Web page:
FAA drone tracker launches nationwide

drone at airport (Shutterstock.com) 

The sixth and final installment of the Federal Aviation Administration's real-time drone flight authorization system is live, making the capabilities available nationwide.

The FAA said on Sept. 13 that it had turned on the Low Altitude Authorization and Notification Capability (LAANC) in its North Central region.

The FAA has been rolling LAANC out to its six operating regions since a spring beta test. The capabilities, said acting FAA Administrator, Dan Elwell in a Sept. 13 statement, now cover all of its 288 air traffic control facilities that serve 470 airports across the country.

The nationwide coverage had its boundaries temporarily trimmed by Hurricane Florence.

The agency said on Sept. 14 that it had turned the capability off at Fayetteville, Florence, Wilmington and Jacksonville airports in North Carolina and Myrtle Beach, S.C., as the storm roared through the region.

In April, Elwell said his agency was expanding LAANC nationwide by September to help address mounting numbers of private drones operating in the country. Agency regulations require unmanned system operators flying aircraft at lower altitudes -- below 400 feet -- in airspace managed by an agency air traffic control facility to get formal permission before such operations.

LAANC provides near-real time processing of airspace authorizations for drone operators, as well as a more detailed traffic picture of the controlled space. The services are based on a public-private partnership between FAA and industry service suppliers.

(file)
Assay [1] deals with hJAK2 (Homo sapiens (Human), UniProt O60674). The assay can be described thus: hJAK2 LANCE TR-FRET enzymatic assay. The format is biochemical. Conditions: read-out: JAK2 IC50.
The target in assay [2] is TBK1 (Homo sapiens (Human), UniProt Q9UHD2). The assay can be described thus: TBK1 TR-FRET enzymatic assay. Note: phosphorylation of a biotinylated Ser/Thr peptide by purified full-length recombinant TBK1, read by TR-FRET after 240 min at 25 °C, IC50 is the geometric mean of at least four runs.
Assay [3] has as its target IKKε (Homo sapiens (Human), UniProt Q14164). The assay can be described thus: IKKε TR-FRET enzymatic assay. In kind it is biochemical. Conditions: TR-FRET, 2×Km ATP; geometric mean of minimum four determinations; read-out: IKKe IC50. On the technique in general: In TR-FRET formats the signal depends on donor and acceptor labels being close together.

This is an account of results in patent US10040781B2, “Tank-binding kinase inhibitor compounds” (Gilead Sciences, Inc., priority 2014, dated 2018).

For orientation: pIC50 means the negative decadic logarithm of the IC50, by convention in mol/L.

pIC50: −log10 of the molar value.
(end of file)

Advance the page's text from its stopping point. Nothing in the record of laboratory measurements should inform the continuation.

The system is part of the agency's UAS Data Exchange umbrella, which aims to facilitate drone registration and help speed integration of the unmanned aircraft into the airspace used by traditional commercial and private manned aircraft.

Last November, the FAA began testing LAANC at eight air route control centers, with the goal of ultimately covering the 280 air traffic control facilities nationwide.

Along with turning LAANC off in the hurricane-struck Carolinas, the FAA also warned drone operators in the region it has restricted drones working in recovery efforts to below 200 feet to keep them out of the way of manned aircraft. It also warned private drone operators of steep fines for flying in disaster areas without authorization.

About the Author

Mark Rockwell is a senior staff writer at FCW, whose beat focuses on acquisition, the Department of Homeland Security and the Department of Energy.

Before joining FCW, Rockwell was Washington correspondent for Government Security News, where he covered all aspects of homeland security from IT to detection dogs and border security. Over the last 25 years in Washington as a reporter, editor and correspondent, he has covered an increasingly wide array of high-tech issues for publications like Communications Week, Internet Week, Fiber Optics News, tele.com magazine and Wireless Week.

Rockwell received a Jesse H. Neal Award for his work covering telecommunications issues, and is a graduate of James Madison University.

Click here for previous articles by Rockwell. Contact him at [email protected] or follow him on Twitter at @MRockwell4.


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